|If you wish to live wisely, ignore sayings--including this one. - Heywood Broun|
No. 24, Part I, 2 February 1995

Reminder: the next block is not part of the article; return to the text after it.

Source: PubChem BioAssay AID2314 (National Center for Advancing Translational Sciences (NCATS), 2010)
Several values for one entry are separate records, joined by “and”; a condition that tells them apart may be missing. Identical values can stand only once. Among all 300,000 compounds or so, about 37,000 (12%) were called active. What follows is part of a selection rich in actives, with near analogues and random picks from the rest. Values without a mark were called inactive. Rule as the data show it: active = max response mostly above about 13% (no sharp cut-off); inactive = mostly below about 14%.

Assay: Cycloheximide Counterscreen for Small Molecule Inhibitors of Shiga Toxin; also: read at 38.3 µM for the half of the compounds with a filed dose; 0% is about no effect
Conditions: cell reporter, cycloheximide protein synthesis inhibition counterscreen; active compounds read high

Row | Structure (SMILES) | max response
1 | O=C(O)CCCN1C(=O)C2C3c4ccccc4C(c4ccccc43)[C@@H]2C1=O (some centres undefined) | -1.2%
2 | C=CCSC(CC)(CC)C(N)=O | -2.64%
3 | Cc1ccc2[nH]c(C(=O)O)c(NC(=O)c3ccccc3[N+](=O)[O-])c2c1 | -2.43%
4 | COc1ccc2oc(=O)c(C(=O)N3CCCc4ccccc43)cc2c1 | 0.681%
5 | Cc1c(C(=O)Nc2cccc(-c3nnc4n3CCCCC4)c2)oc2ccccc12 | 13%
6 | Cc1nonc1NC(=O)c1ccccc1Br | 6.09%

We welcome you to Part I of the Open Media Research Institute's Daily Digest. The Digest is distriubed in two sections. This part focuses on Russia, Transcaucasia and Central Asia, and the CIS. Part II, distributed simultaneously as a second document, covers East-Central and Southeastern Europe. The Daily Digest picks up where the RFE/RL Daily Report, which recently ceased publication, left off. Contributors include OMRI's 30-member staff of analysts, plus selected freelance specialists. OMRI is a unique public-private venture between the Open Society Institute and the U.S. Board for International Broadcasting. RUSSIA WARRANT ISSUED FOR DUDAEV'S ARREST. Russian acting Prosecutor-General Aleksei Ilyushenko's office issued a warrant for the arrest of Chechen President Dzhokhar Dudaev on charges of high treason (which carries a possible death sentence), incitement to terrorism, violation of ethnic and racial equality, and violation of the law on referendums, Interfax and ITAR-TASS reported on 1 February. ITAR-TASS noted that one of the charges was based on an alleged intercepted telephone conversation between Dudaev and the leadership of an unspecified Azerbaijani opposition party in which Dudaev called for terrorist actions against Russia. Laying the ground for additional criminal charges against Dudaev, Russian Federation Council Chairman Vladimir Shumeiko claimed that Dudaev's regime had amassed 11 trillion rubles in illegal income through trading in oil and drugs and issuing illegitimate advice notes of payment, according to Interfax quoting Komsomolskaya pravda. The head of the pro-Moscow Chechen administration, Salambek Khadzhiev, said Dudaev is supported by the Russian mafia and was until recently supplied with inside information on troop movements from Russian military headquarters in Mozdok, Interfax reported. -- Liz Fuller, OMRI, Inc. FIGHTING IN AND AROUND GROZNY CONTINUES. Russian artillery bombardment of Grozny continued on 1 February. A Chechen military spokesman denied claims that Russian forces had succeeded in crossing the Sundzha river and had established a bridgehead in the southeast of the city, Interfax reported. During the night of 31 January-1 February, Russian forces also launched an intensive artillery attack on the village of Samashki, east of Grozny, on grounds that it was harboring Dudaev supporters, Western agencies reported. -- Liz Fuller, OMRI, Inc. INTERIOR OFFICER PUT IN COMMAND IN CHECHNYA. The commander of Russia's Interior Troops, General Aleksandr Kulikov, has been appointed to head the joint command of federal forces in Chechnya, Interfax reported 1 February. A senior Defense Ministry official said the military is starting to turn over facilities under its control to Interior Ministry troops. He added that the North Caucasus military district would continue to give artillery and air support to the Interior Ministry forces. -- Doug Clarke, OMRI, Inc. GRACHEV REPORTED HOSPITALIZED. Defense Minister Pavel Grachev had been in the hospital for two days as of 1 February, Postfactum reported. NTV said a ministry spokesman refused to comment on the report. The television station noted that "the number of military leaders on sick leave is growing steadily as the operation in Chechnya goes on." -- Doug Clarke, OMRI, Inc. INGUSH DENOUNCES SHAKHRAI. Ingushetia's Vice President Boris Agapov denounced recent comments by Deputy Prime Minister Sergei Shakhrai, charging that he and the "power ministers"--military, intelligence, and police--had "blacklisted the Ingush as a disloyal nation which has strong separatist feelings," Interfax reported on 1 February. Agapov warned that some Russian politicians are "looking for a pretext to influence Ingushetia." Such moves, he claimed, would lead to a spread of the conflict from Chechnya into Ingushetia. He expressed concern about the fact that all of the power ministries were directly subordinate to the president. "At one time [they] were directly subordinate to Stalin. The result is well known," he said. -- Robert Orttung, OMRI, Inc. CHECHEN CONFLICT CHANGES BALANCE OF POWER IN PARLIAMENT. The main winners of the Chechen conflict are the Communist Party and their allies, according to an analysis in Nezavisimaya gazeta on 2 February. The Communists will benefit because, first, they opposed the war, along with a majority of the population. Second, fighting on Russian soil helps them discredit the president. Third, the Chechen crisis threatens a quick economic recovery, which in turn strengthens the position of the opposition in the upcoming elections. The main loser is Russia's Choice, under Egor Gaidar, because his political competitors will blame him for arming, or at least tolerating the arming, of Dzhokhar Dudaev. Russia's Choice will also be blamed for supporting the 1993 constitution, which strengthened the Presidency, and only asking for amendments after it went into effect. The president's decision to ignore the Federation Council, the chamber which is supposed to handle relations between Moscow and the regions, provoked considerable opposition to the war in that body. In the Duma, the only party that consistently supports the president is Deputy Prime Minister Sergei Shakhrai's Party for Russian Unity and Concord. The support of Vladimir Zhirinovsky's Liberal Democratic Party and other nationalists is tactical and will not extend to support for economic reform. If recent events reflect long-term trends, the article concluded, a major change in the Duma's balance of power has taken place, which could destabilize the Russian socio- political situation. -- Robert Orttung, OMRI, Inc. KHASBULATOV TESTIFIES ON CHECHNYA. Former Chairman of the Supreme Soviet Ruslan Khasbulatov testified before the special Duma commission investigating the Chechen crisis, commission head Stanislav Govorukhin told Interfax on 1 February. The commission is currently meeting behind closed doors at the Moskva hotel. Khasbulatov, an ethnic Chechen, has been blamed for failing to find a solution to the crisis after Chechnya declared independence in 1991. -- Robert Orttung, OMRI, Inc. RUTSKOI TO RUN FOR PRESIDENT. Former Vice President Aleksandr Rutskoi is planning to hold the founding congress for his Great Power movement in the near future, Interfax reported on 1 February. When asked if he would take part in the upcoming presidential elections, he replied, "yes, of course." -- Robert Orttung, OMRI, Inc. LUKIN AGREES THAT RUSSIAN APPLICATION TO COUNCIL OF EUROPE MAY BE DELAYED. The head of the Russian delegation to the Council of Europe, Vladimir Lukin, conceded on 1 February that his country may put off its application to join the body, Reuters reported. "We are in favor of a delay for a precise period, which will end when negotiations on the basis of the Russian constitution replace the military initiative [in Chechnya]," Lukin said. A CE parliamentary committee had recommended on 30 January that consideration of Russia's application be delayed until the Chechen situation is resolved. On 2 February, the CE parliamentary assembly was scheduled to debate a harsh condemnation of Russian actions in Chechnya. -- Michael Mihalka, OMRI, Inc. PRESIDENTIAL ADMINISTRATION TO BE FINANCED BY OIL EXPORTS? The Foreign Economic Relations Ministry has granted a company named Rostoplivo oil export privileges in order to "finance the programs of the administrative department of the Presidency," Izvestiya reported on 1 February. The authorities "are secretly creating their own shadow economy," the article charged. Russian Deputy Prime Minister Oleg Davydov denied the allegations, saying no new companies had been added to the list of "special exporters," who handle all Russia's oil exports, according to ITAR-TASS. The presidential administration also rejected the claims, saying it had never heard of Rostoplivo, Reuters reported. In December, Izvestiya caused an uproar by publishing a letter from presidential security chief Maj.-Gen. Aleksandr Korzhakov to the prime minister opposing plans to abolish oil export quotas. -- Penny Morvant, OMRI, Inc. CHERNOMYRDIN PRIORITIZES FINANCIAL STABILIZATION. Financial stabilization is a priority for the Russian government in 1995, said Prime Minister Viktor Chernomyrdin at a 1 February meeting with the Ministry of Communications, Interfax reported. Chernomyrdin said efforts must also be made to "lay the groundwork for the creation of a favorable atmosphere for investment" in the Russian economy. In efforts to stimulate investment and boost industrial production, the prime minister said his cabinet intends to draw up a "full-scale tax reform" package which would be presented to the government by 1 June 1995. Chernomyrdin also stressed that institutional changes are necessary in key industrial and economic complexes. Also, steps must be taken to address social problems--an issue that Chernomyrdin said is "the most complicated priority of 1995." -- Thomas Sigel, OMRI, Inc. ABALKIN CRITICIZES RUMORED FIXED RUBLE RATE. Academy of Sciences member Leonid Abalkin called the proposed introduction of a fixed ruble rate a "half-baked measure" that would hurt the Russian economy, Interfax reported on 1 February. Economics Minister Yevgenii Yasin mentioned the idea of a fixed rate at the recent World Economic Forum in Davos, Switzerland. Abalkin said such simple methods cannot prevent the ruble's decline. The economist added he believes the Finance Ministry would benefit if the ruble fell considerably. With the current budget as it is--foreign borrowings are stated in dollars, while revenues are computed in rubles--the government can exploit the exchange rate gap to considerably increase the revenue side of the budget, Abalkin explained. Meanwhile, the ruble took a tumble again against the U.S. dollar in MICEX trading on 1 February, losing 11 points and closing at 4,057 rubles to $1. -- Thomas Sigel, OMRI, Inc. SUBMARINE WORKERS THREATEN NEW HUNGER STRIKE. Workers at two shipyards in Severodvinsk have threatened to renew a hunger strike to get their pay, Interfax reported on 1 February. Vladimir Makivchik, a union leader, said 11 workers had gone on a hunger strike on 11 January inside a nuclear-powered submarine currently being modernized at Severodvinsk. He reported that the Defense Ministry owed the Atomic Shipbuilding Center 231.2 billion rubles. The workers called off their strike after five days but plan to renew it unless the government places an order for this year with the shipyards. Another worker said 19 other men were ready to join the strike. -- Doug Clarke, OMRI, Inc. McDONALD'S CELEBRATES 5TH ANNIVERSARY IN MOSCOW. The busiest McDonald's hamburger restaurant in the world celebrated its 5th anniversary this week in Moscow, AFP reported. Located on Pushkin Square, the chain has served more than 17 million Big Mac hamburgers, 33 million orders of french fries, 19 million milk shakes and 15 million soft drinks to over 73 million customers, AFP reported. George Cohon, vice chairman of the Moscow McDonald's, said the restaurant's success can be attributed to the Russian people who "made our dream a reality." In 1990, most of the raw materials, including beef, had to be imported. Today, more than 90% of supplies come from 150 suppliers in Russia and other CIS countries. Cohon also announced that the Ronald McDonald Childrens' Charities of Russia would open a sports complex for disabled children in mid-1995. -- Thomas Sigel, OMRI, Inc. CITY BAILS OUT DEFENSE PLANT. The mayor of St. Petersburg has provided an interest-free credit of 510 million rubles to the former Zhdanov Shipyard to pay workers' wages, Russian media reported on 31 January. The reports said the Defense Ministry had not been able to pay for ships it had ordered. Last month, Interfax reported that two Sovremennyi-class destroyers ordered by the Navy were lying unfinished at the shipyard. -- Doug Clarke, OMRI, Inc. CIS CITIZENSHIP ISSUE STALLS RUSSIAN-UKRAINIAN TREATY. Dmytro Tabachnyk, chief of the Ukrainian Presidential Staff, said Kiev would not sign the Russian-Ukrainian friendship treaty if Moscow insisted on a dual- citizenship clause, dpa reported on 1 February. Earlier, President Yeltsin had said he would not visit Ukraine to sign the treaty if the clause was not inserted. Moscow has been insisting that ethnic Russians in Ukraine have the right to dual citizenship. Kiev has been opposed to this demand saying this could lead to excessive Russian influence on national affairs, particularly in Crimea, where some 65% of the population are ethnic Russians. -- Ustina Markus, OMRI, Inc. MOSCOW POLICE ARREST FUGITIVE UKRAINE SHIPPING MAGNATE. Moscow police have arrested Pavlo Kudzhukin, fugitive director of the Ukrainian Black Sea Shipping Company, BLASCO, and have informed the Ukrainian Security Service that he will be extradited on 2 February to face prosecution in Kiev, dpa reported. The state merchant shipping firm was transformed into a joint-stock company by former President Leonid Kravchuk under suspicious circumstances. Kudzhukin allegedly leased out about 200 Ukrainian merchant vessels under bad conditions, which cost the country about $1 million in potential profits. When Ukrainian President Leonid Kuchma launched a criminal investigation into the affair, Kudzhukin fled to Moscow. -- Chrystyna Lapychak, OMRI, Inc. [As of 1200 CET] Compiled by Victor Gomez The OMRI Daily Digest offers the latest news from the former Soviet Union and East-Central and Southeastern Europe. It is published Monday through Friday by the Open Media Research Institute. The Daily Digest is distributed electronically via the OMRI-L list. To subscribe, send "SUBSCRIBE OMRI-L YourFirstName YourLastName" (without the quotation marks and inserting your name where shown) to LISTSERV@UBVM.CC.BUFFALO.EDU No subject line or other text should be included. The publication can also be obtained for a fee in printed form by fax and postal mail. Please direct inquiries to: Editor, Daily Digest, OMRI, Na Strzi 63, 14062 Prague 4, Czech Republic or send e-mail to: email@example.com Telephone: (42 2) 6114 2114 Fax: (42 2) 426 396